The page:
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WHY POPULARITY DOESN'T ALWAYS PAY

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Public transportation in the United States is finding it does not always pay to be popular. As more Americans leave their automobiles at home and go by bus or rail for local travel, they are straining many transit systems nearly to the breaking point.

Forget the basic economic law of supply and demand. With conventional mass transportation, an increase in riders usually means greater financial losses to be made up by government subsidy. That is because most new ridership comes during the peak commuting hours, forcing transit systems to invest in more employees and equipment which for most of the day runs nearly empty and loses money.

This axiom puts conventional public transit at a crossroads: Should it expand and improve service, as Americans apparently want, and worsen its already shaky financial position? Or should it maintain the status quo, effectively discouraging new passengers?

Taxpayers, urban planners, transit operators, and independent transportation analysts offer various answers. But there is wide agreement that this issue will be the key in determining to what extent public transit grows as a transportation option in the 1980s:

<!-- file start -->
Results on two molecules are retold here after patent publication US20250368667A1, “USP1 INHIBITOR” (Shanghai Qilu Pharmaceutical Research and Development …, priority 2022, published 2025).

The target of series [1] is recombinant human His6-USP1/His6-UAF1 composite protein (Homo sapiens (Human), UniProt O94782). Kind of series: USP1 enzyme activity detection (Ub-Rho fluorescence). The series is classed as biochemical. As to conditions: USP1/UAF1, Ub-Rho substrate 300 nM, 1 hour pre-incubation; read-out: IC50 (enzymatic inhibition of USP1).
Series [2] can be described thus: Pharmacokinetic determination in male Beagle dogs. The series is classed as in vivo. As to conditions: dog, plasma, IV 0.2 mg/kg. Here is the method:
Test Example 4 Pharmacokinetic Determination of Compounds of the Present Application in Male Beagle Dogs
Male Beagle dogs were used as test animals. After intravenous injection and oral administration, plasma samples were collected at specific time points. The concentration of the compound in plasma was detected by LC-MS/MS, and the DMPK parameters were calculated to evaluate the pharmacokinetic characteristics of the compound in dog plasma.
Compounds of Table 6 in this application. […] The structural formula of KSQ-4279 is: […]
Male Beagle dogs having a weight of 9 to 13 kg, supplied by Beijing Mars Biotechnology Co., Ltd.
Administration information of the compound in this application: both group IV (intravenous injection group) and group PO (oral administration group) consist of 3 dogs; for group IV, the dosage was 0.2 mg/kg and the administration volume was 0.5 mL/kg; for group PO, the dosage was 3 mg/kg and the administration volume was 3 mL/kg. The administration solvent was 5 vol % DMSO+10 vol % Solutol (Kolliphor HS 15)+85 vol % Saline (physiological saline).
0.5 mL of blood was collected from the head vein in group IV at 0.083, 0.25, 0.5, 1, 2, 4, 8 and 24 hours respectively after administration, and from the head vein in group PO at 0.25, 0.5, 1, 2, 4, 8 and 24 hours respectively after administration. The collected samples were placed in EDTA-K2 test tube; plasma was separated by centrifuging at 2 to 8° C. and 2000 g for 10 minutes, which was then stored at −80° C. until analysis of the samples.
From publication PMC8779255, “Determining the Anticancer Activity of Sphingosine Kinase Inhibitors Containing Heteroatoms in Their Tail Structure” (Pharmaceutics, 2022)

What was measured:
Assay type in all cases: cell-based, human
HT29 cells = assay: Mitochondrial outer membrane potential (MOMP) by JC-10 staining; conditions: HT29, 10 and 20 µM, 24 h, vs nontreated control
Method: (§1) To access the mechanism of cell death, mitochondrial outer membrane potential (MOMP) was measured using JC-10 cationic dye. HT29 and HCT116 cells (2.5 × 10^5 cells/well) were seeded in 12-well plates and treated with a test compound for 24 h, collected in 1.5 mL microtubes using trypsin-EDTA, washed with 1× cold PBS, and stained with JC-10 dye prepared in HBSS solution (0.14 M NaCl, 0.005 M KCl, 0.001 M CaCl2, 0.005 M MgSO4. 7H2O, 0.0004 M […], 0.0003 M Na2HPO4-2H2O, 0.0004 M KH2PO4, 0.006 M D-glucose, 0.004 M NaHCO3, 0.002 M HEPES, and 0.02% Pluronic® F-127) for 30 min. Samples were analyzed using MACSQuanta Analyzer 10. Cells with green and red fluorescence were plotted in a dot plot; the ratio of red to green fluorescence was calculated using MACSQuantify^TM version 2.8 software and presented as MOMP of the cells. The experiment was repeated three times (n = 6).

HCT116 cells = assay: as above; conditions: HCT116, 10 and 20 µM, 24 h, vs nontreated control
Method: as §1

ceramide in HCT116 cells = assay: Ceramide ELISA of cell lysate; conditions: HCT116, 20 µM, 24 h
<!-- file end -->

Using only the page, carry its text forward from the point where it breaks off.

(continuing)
* "Transit in the 1980s has the potential for both boom and bust . . . ," a top federal government transportation official notes.

* "It costs us $1.20 for each new rider we get, and our average fare is 41 cents," says the general manager of one major urban transit system. "Our constituency wants more service, but the more riders we get, the more money we lose. It boils down to a delicate balancing act of never being too far out in front of what the public is willing to pay for."

* "There is a growing perception that the fiscal appetite of public transit is voracious and nearly impossible for elected officials to control," a leading transportation scholar asserts.

* While the strength of support for public transit "at the moment appears quite robust . . . the national mood appears increasingly to be toward the limitation of government expenditures and toward 'balanced budgets,'" a transit analyst at a large research institute warns.

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